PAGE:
How Philosophy Changed Your Students’ Minds

How Philosophy Changed Your Students’ Minds


Jennifer Baker (College of Charleston) asked the students in her introductory philosophy course to report (anonymously) “ideas of theirs that changed after studying some philosophy.” I think this is a great idea for learning what kinds of topics and readings make an impact on the students’ thinking, which can be of use in both planning and pitching philosophy courses. Have you done this in your courses, and if so, what were some of the responses?

Professor Baker was kind enough to share the changes her students reported:

1. My notion of beauty really changed after this class. I was misusing the term because it is so commonly used in casual conversation.
2. I changed my mind about Camus.
3. Stoicism because that is the way I would like to live my life in the future. I would like to be carefree and not worry about material things.
4. Before this class I tried to be optimistic about things that would happen. After learning about the Stoics, I found it easier to tell myself things could go wrong.
5. I feel like after reading Peter Singer I starting being more aware of animals. I stopped eating meat for now.
6. Studying metaphysics made me realize not to take everything at face value and that there are still things to be discovered.
7. What changed my mind was Aristotle’s view on actions, it changed my mind about addicts.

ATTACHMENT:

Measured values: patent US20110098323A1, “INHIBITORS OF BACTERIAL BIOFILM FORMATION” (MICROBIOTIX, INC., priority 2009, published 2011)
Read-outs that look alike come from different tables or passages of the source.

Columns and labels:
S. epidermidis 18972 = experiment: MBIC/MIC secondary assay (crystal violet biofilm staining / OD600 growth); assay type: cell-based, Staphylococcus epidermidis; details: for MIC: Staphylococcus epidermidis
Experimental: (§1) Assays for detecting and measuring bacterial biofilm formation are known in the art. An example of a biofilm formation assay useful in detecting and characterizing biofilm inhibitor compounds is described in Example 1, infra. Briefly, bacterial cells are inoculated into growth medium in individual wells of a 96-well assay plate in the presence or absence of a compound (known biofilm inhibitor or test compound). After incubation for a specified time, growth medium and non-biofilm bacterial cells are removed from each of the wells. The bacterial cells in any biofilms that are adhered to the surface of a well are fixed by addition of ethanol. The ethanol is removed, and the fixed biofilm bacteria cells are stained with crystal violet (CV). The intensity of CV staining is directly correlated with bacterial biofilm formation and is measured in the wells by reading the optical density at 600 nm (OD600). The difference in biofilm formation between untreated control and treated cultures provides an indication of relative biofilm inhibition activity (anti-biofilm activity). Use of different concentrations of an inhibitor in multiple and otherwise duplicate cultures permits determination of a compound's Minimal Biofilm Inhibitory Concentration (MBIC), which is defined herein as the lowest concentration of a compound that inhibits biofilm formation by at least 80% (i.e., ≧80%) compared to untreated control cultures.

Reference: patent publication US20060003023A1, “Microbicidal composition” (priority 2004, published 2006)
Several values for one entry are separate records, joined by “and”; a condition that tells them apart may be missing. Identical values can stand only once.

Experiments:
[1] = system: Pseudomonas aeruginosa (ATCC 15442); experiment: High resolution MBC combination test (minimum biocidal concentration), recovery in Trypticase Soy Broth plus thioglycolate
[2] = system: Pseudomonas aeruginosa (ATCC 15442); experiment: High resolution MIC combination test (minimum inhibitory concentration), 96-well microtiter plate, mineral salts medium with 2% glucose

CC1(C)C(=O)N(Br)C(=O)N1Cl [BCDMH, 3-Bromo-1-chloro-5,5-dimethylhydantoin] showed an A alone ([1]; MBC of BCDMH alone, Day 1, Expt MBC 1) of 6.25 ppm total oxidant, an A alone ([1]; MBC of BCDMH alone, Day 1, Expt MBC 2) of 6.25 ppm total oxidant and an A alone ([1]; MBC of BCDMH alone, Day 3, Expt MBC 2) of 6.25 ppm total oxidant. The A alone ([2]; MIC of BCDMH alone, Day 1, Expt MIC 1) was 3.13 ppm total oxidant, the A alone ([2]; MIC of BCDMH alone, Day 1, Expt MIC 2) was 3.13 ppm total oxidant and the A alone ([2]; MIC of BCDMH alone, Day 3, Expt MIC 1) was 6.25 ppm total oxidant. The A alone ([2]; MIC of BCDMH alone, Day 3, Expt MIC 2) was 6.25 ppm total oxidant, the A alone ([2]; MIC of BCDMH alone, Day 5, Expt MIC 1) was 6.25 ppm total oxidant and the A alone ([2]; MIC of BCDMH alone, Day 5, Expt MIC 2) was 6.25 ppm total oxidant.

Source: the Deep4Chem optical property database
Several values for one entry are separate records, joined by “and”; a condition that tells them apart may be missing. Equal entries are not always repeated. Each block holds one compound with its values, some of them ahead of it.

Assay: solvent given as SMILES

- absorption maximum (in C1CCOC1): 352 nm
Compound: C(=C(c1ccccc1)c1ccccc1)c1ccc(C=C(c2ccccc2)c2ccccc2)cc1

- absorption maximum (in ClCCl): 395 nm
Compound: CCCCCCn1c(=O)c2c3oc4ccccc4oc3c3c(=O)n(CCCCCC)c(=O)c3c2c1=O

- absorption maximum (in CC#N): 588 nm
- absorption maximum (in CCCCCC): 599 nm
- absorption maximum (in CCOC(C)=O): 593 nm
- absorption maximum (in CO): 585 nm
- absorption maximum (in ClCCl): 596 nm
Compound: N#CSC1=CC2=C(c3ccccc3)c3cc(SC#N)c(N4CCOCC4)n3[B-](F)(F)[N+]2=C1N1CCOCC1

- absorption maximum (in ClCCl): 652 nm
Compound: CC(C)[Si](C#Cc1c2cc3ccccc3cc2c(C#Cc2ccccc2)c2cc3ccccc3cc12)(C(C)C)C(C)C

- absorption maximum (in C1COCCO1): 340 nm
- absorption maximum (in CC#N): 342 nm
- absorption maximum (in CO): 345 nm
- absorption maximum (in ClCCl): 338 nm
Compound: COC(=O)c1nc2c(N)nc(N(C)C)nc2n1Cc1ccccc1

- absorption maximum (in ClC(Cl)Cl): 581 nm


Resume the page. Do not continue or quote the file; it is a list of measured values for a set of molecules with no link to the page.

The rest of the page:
8. It’s fun to apply Aristotle to everyday life. I think about him when I take an “action.”
9. RACISM! More philosophers need to approach this.
10. I never knew anything about philosophy so it all changed.
11. I learned a lot about ourselves in “the google” era from social epistemology.
12. The Stoics. I should be content with what I have.
13. To not just follow a normal pattern but to think about what I am doing. To not just be a robot.
14. Every day we go to class there is something we talk about that applies to my life and helps me change my views.
15. That we could be in a matrix. I loved that.
16. Before class I believed that nothing was divine. Now, I agree with Plato and Broadie that there has to be some type of divine power in the core elements of the world.
17. Nothing really changed my mind, I am a Christian and all of that stayed intact. I enjoyed it though.
18. Every single philosopher from Yancy on racism (I now fully understand and agree with his angle) to what Plato was doing, to Rawls, to Goldman. They all opened my mind and gave me thoughts I never had.
19. Before this class I feared death because I never experienced it first-hand (no close family member or anything). Now, since I have decided to take on a more stoic mindset, I think I am more prepared for death and how I should handle it.
20. I liked Yancy’s piece because it got me thinking outside my whiteness.
21. I loved the deep discussion over the Matrix. I never changed my mind due to Yancy.
22. I enjoyed thinking about the metaphysics of the afterlife.
23. I realized my upbringing was loosely stoic, never talking about yourself and hard work was continually stressed.